Football: Real earn praise despite crashing in Kiev

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The Independent Online
THE EUROPEAN Cup holders Real Madrid received bouquets rather than the customary brickbats from the Spanish media despite going out of the competition on Wednesday.

Real, now coached by John Toshack, lost their quarter-final 3-1 on aggregate to Dynamo Kiev after being beaten 2-0 in the second leg in Ukraine.

"The best don't always win," the sports daily As editor, Alfredo Relano, said yesterday. "Madrid had the ball, the pitch, the discipline and the spirit. Kiev had none of those but everything hinged on the two occasions when [Andriy] Shevchenko got the opportunities he required and that was enough," Relano added.

The Spanish sports daily Marca commented: "The champions were the best and leave the Cup with their heads held high," while El Mundo described it as "a downfall with dignity."

However, the Real Madrid coach and players were left to bitterly contemplate their departure in the unfamiliar sub-zero temperatures of the Ukrainian capital. The costly defeat, both in terms of money and morale, leaves Real Madrid having to concentrate on their domestic campaigns. They are sixth in the 20-team Spanish First Division, headed by their bitter rivals Barcelona, and are also in the semi-finals of the Spanish Cup. However, an improvement in their form is vital if they are to claw their way back into the top four and ensure entry into next season's revamped Champions' League.

Meanwhile Shevchenko, a shy 22-year-old, was hailed a national hero by his country. Thousands of cheering fans crowded the streets near the stadium after the game, waving yellow-and-blue Ukrainian flags. Yesterday Ukrainian television repeatedly broadcast footage from the game and the post-match celebrations, showing President Leonid Kuchma passionately cheering along with an 88,000-strong sell-out home crowd.

"Never before in our history have we seen so many people in the stadium cheering our team's success," Kuchma said on television inside the Dynamo dressing room after the game. He personally congratulated every Kiev player, kissing the veteran coach Valery Lobanovsky three times on the cheek.

Also celebrating were Bayern Munich, whose coach, Ottmar Hitzfeld, said he believed his men could beat anybody after they demolished Kaiserslautern 4-0 to reach the last four for the first time in four years. "Manchester United and Juventus, obviously, are very strong opponents and Kiev look really dangerous," Hitzfeld said after his team completed their impressive 6-0 aggregate victory. "We're not taking any team lightly but I do believe we can beat anybody."

Bayern, who have not put their hands on the European Cup since the last of three consecutive triumphs in 1976, last appeared in the semi-finals in 1995, when they lost to the eventual winners Ajax. The Bavarians are in a class of their own at home this season, 14 points clear of second- placed Kaiserslautern in the Bundesliga standings. They look too good for Werder Bremen, whom they will meet in the German Cup final on 12 June in Berlin. But although the club president Franz Beckenbauer claims providing entertainment is more important to him that titles, he dearly wants success in Europe's showcase tournament.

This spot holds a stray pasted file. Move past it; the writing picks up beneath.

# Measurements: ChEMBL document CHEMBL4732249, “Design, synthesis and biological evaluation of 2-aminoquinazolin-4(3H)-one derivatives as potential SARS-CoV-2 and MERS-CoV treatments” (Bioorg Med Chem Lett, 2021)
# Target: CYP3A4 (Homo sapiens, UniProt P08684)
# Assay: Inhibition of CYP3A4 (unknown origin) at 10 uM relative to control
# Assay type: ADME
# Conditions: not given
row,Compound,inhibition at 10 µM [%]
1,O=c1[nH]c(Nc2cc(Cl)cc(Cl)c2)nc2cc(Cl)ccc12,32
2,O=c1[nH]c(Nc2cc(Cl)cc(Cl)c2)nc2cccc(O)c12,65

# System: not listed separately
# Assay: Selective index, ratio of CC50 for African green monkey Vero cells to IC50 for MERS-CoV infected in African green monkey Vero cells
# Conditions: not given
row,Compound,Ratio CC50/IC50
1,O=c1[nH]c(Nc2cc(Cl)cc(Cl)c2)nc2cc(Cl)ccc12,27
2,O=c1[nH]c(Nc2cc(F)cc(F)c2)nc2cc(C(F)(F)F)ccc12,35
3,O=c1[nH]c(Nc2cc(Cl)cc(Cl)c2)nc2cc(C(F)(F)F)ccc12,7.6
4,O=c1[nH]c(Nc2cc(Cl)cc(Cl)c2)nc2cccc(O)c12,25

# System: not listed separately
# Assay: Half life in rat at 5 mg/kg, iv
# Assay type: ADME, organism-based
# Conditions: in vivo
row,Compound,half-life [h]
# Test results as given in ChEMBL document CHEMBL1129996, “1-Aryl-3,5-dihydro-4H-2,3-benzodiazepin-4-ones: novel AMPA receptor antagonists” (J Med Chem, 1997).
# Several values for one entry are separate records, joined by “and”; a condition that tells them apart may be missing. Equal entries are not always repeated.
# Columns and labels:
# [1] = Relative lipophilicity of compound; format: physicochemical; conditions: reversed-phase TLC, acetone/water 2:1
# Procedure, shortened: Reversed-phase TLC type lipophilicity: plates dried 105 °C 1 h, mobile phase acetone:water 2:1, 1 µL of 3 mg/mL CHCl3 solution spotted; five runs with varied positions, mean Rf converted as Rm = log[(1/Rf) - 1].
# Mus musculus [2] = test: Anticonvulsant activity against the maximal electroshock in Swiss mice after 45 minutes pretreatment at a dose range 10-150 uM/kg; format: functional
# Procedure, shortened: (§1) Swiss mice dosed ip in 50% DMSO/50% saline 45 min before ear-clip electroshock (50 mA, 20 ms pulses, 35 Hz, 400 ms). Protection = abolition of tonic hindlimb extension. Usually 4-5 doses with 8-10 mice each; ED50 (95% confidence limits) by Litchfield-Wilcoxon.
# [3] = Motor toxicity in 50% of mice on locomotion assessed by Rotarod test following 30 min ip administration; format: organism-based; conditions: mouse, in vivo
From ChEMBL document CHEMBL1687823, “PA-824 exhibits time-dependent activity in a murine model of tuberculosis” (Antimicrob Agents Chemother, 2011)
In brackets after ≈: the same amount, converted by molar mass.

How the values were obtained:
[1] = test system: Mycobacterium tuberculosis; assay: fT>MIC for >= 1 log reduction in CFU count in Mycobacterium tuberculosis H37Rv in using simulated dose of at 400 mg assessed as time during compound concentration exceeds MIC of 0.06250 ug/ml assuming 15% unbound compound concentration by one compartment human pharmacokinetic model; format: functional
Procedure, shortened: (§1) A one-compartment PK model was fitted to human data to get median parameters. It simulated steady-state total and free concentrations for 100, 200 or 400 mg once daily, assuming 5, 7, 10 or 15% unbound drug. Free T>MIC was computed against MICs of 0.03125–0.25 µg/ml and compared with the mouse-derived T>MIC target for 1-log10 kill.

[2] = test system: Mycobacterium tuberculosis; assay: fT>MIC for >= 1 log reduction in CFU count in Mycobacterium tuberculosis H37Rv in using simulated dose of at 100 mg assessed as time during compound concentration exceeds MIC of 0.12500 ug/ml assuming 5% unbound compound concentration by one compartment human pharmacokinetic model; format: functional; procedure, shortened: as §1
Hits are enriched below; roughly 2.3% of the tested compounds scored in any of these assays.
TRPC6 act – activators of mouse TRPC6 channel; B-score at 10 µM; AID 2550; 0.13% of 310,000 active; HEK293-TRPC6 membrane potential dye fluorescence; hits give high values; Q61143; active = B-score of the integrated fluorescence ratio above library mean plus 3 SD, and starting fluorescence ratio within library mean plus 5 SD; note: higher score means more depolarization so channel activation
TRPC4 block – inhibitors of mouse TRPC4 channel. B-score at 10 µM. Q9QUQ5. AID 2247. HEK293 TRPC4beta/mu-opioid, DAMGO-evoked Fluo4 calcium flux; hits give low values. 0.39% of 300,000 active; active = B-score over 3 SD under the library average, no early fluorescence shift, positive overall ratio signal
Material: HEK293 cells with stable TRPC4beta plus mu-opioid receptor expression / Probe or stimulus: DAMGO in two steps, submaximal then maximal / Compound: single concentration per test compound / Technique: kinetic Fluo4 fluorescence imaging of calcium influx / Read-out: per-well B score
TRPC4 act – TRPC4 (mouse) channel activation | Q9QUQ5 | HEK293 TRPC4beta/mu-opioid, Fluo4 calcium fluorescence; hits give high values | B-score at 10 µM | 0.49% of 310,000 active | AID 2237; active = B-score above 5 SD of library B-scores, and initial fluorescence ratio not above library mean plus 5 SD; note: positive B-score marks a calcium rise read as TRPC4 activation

It was for that reason that Bayern hired Hitzfeld, hoping he could do for them what he did for their arch-rivals Borussia Dortmund, steering them to victory in the 1997 European Cup.

The club's general manager, Uli Honess, like Beckenbauer a prominent member of Bayern's formidable side of the 1970s, says it is their best team in decades. "In my days we had brilliant individualities but today, all the players are strong, even those who are not in the first team," he said.

There were fears that Bayern would be weakened by the absence of the Brazilian striker Giovane Elber, who tore ligaments in his left knee in a league match at the weekend and will be out of action for the remainder of the season. But his fellow striker Carsten Jancker proved hecould be a match winner, scoring two goals on Wednesday and being involved in the other two.

The French World Cup winning wing-back Bixente Lizarazu, asked which team he would like to face next, named Juventus. "They are a great team," he said. "It would be fun."

But when he was reminded that two of his team-mates in that World Cup- winning team, Didier Deschamps and Zinedine Zidane, were playing for Juventus, Lizarazu added: "Maybe it would be a pity to beat them in the semi-finals. Let's have them only in the final."

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